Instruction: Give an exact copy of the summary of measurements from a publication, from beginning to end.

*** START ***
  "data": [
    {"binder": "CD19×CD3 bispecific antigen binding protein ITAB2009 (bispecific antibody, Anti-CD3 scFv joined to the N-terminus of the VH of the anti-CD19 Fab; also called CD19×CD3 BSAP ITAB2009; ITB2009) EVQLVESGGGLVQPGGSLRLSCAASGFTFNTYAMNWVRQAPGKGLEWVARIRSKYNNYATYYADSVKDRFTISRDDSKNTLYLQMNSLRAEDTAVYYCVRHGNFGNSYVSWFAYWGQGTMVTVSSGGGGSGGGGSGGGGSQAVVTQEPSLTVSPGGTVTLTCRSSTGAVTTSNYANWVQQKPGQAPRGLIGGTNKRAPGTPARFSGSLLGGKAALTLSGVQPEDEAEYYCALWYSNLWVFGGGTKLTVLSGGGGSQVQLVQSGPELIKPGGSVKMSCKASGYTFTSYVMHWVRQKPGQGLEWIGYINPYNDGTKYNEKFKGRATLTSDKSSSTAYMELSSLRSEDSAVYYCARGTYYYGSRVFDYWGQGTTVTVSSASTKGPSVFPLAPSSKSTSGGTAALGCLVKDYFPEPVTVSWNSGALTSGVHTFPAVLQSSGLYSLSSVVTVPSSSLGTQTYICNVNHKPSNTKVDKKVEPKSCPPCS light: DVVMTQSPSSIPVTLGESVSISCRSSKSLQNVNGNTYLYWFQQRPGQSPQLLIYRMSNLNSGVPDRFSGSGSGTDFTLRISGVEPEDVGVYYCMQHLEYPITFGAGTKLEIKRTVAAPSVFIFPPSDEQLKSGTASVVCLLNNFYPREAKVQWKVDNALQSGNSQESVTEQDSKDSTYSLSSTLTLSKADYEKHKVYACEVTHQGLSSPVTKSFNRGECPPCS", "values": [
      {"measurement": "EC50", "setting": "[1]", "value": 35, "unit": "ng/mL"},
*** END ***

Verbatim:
  "data": [
    {"binder": "CD19×CD3 bispecific antigen binding protein ITAB2009 (bispecific antibody, Anti-CD3 scFv joined to the N-terminus of the VH of the anti-CD19 Fab; also called CD19×CD3 BSAP ITAB2009; ITB2009) EVQLVESGGGLVQPGGSLRLSCAASGFTFNTYAMNWVRQAPGKGLEWVARIRSKYNNYATYYADSVKDRFTISRDDSKNTLYLQMNSLRAEDTAVYYCVRHGNFGNSYVSWFAYWGQGTMVTVSSGGGGSGGGGSGGGGSQAVVTQEPSLTVSPGGTVTLTCRSSTGAVTTSNYANWVQQKPGQAPRGLIGGTNKRAPGTPARFSGSLLGGKAALTLSGVQPEDEAEYYCALWYSNLWVFGGGTKLTVLSGGGGSQVQLVQSGPELIKPGGSVKMSCKASGYTFTSYVMHWVRQKPGQGLEWIGYINPYNDGTKYNEKFKGRATLTSDKSSSTAYMELSSLRSEDSAVYYCARGTYYYGSRVFDYWGQGTTVTVSSASTKGPSVFPLAPSSKSTSGGTAALGCLVKDYFPEPVTVSWNSGALTSGVHTFPAVLQSSGLYSLSSVVTVPSSSLGTQTYICNVNHKPSNTKVDKKVEPKSCPPCS light: DVVMTQSPSSIPVTLGESVSISCRSSKSLQNVNGNTYLYWFQQRPGQSPQLLIYRMSNLNSGVPDRFSGSGSGTDFTLRISGVEPEDVGVYYCMQHLEYPITFGAGTKLEIKRTVAAPSVFIFPPSDEQLKSGTASVVCLLNNFYPREAKVQWKVDNALQSGNSQESVTEQDSKDSTYSLSSTLTLSKADYEKHKVYACEVTHQGLSSPVTKSFNRGECPPCS", "values": [
      {"measurement": "EC50", "setting": "[1]", "value": 35, "unit": "ng/mL"},